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[an error occurred while processing this directive]Megalithic Temples of Malta[an error occurred while processing this directive][an error occurred while processing this directive] The Megalithic Temples of Malta are prehistoric temples that are recognized by as World Heritage Sites. There are all together seven such temples on the islands of Malta and Gozo. Each was built independently and are not related to one another.
The first two of Malta's megalithic temples were inscribed on the World Heritage List in 1980 while the remaining five were added to the List in 1992. The seven temples are:
Tarxien Temple, Malta
Ħaġar Qim is a megalithic temple on the island of Malta. It dates from between 3,600 BC and 3,200 BC. Along with the other temples, it is also one of the oldest religious sites on earth. The temple was built using globigerina limestone which eroded and flaked over time. In 2009, a protective tent was built to shelter it.
Located about half a kilometer from Ħaġar Qim is the megalithic temple complex of Mnajdra. Built in the fourth millennium BC, it is amongst the most ancient religious sites on earth. The Ta' Ħaġrat temple is located on the eastern outskirts of the village of Mġarr. The site has yielded pottery deposits that are believed to predate even the temple, being from between 3,800 BC and 3,600 BC.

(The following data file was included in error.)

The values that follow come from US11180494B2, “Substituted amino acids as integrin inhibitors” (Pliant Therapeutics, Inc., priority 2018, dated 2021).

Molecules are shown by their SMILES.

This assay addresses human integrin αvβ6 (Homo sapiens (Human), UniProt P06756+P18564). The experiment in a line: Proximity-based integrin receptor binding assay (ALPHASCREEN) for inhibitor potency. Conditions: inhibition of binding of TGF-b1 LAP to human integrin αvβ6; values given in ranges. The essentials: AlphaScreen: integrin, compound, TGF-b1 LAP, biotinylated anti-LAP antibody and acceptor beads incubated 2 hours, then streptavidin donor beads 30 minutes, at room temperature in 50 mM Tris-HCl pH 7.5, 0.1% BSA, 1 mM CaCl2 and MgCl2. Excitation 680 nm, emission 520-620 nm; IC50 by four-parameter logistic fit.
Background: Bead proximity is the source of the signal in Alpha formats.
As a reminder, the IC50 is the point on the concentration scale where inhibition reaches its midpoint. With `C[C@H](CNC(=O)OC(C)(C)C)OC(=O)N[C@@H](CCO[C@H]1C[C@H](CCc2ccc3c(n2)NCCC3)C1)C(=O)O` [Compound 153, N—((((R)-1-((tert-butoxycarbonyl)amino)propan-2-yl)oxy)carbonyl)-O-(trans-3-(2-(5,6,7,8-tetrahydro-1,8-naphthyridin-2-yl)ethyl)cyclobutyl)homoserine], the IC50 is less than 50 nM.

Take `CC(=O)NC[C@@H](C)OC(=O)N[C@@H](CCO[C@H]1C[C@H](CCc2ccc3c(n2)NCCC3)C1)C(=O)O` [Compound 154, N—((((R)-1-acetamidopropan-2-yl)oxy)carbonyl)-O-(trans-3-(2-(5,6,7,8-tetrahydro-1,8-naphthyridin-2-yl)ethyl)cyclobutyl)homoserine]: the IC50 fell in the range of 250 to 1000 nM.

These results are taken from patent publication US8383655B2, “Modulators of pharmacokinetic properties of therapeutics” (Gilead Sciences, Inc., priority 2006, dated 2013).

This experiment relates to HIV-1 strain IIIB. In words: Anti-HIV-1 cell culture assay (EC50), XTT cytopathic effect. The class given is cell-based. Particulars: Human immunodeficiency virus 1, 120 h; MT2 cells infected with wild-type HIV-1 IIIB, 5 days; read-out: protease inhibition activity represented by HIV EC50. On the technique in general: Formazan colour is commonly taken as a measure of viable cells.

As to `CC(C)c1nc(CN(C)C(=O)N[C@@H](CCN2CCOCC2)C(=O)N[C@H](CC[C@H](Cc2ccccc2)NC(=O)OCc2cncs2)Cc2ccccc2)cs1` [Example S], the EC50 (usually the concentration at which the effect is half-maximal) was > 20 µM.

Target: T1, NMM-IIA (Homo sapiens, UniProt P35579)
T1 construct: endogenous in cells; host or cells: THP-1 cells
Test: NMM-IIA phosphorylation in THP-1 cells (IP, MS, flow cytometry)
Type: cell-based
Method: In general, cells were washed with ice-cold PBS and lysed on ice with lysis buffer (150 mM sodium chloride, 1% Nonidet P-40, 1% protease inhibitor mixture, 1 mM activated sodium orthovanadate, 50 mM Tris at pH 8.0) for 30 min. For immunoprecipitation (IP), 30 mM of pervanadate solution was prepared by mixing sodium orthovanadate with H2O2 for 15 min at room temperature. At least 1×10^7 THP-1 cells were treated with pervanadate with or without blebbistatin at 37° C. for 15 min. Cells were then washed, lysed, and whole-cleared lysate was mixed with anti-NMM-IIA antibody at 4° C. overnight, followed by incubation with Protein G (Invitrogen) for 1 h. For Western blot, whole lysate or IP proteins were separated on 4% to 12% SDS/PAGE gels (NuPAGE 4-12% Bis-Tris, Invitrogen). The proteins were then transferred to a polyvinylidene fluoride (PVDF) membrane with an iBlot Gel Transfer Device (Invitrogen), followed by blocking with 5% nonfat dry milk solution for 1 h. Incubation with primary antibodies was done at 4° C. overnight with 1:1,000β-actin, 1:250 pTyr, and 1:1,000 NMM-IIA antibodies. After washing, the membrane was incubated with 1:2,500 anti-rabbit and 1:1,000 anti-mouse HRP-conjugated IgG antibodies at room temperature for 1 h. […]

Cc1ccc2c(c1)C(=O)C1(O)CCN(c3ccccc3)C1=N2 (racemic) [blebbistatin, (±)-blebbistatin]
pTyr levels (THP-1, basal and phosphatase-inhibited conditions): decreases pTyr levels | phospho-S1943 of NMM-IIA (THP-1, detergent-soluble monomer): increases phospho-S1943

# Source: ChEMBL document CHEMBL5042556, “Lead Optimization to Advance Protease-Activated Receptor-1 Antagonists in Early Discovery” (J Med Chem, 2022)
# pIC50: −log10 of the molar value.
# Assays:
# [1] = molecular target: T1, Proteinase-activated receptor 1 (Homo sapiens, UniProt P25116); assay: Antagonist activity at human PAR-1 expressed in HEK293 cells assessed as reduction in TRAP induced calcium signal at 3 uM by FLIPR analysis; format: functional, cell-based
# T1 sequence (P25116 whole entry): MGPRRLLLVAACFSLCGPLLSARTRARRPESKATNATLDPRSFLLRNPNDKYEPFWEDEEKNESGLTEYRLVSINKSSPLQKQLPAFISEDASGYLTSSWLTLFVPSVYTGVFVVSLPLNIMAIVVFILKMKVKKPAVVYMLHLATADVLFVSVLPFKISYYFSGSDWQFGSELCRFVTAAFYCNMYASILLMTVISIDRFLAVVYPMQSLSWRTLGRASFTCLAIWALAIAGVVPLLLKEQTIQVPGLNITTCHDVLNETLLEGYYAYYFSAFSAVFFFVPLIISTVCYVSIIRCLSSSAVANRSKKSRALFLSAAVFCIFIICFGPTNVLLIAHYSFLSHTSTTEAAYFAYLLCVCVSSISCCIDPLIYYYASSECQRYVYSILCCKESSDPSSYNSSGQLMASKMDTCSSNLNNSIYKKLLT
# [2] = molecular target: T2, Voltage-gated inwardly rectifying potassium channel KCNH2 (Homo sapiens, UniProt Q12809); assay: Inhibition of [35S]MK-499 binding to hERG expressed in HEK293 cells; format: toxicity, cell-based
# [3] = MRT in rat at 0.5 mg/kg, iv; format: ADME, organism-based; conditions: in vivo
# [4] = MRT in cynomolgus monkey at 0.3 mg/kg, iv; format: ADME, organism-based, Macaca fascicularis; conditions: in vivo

On the northern edge of Żebbiegħ are the megalithic temples of Skorba. Compared to the other sites, it is in an advanced stage of ruin. Also added on the World Heritage List are the Tarxien Temples, which date from 2,800 BC.
Megalithic Temples of Malta was inscribed as a World Heritage Site during the 4th session of the World Heritage Committee in Paris, France, 1 - 5 September, 1980.
A protective tent sheltering the ruins of Ħaġar Qim, Malta
World Heritage Site Inscription DetailsLocation: N36 2 56.688 E14 16 10.092 on the islands of Gozo and Malta.
Inscription Year: 1980
Type of Site: Cultural
Inscription Criteria: IV
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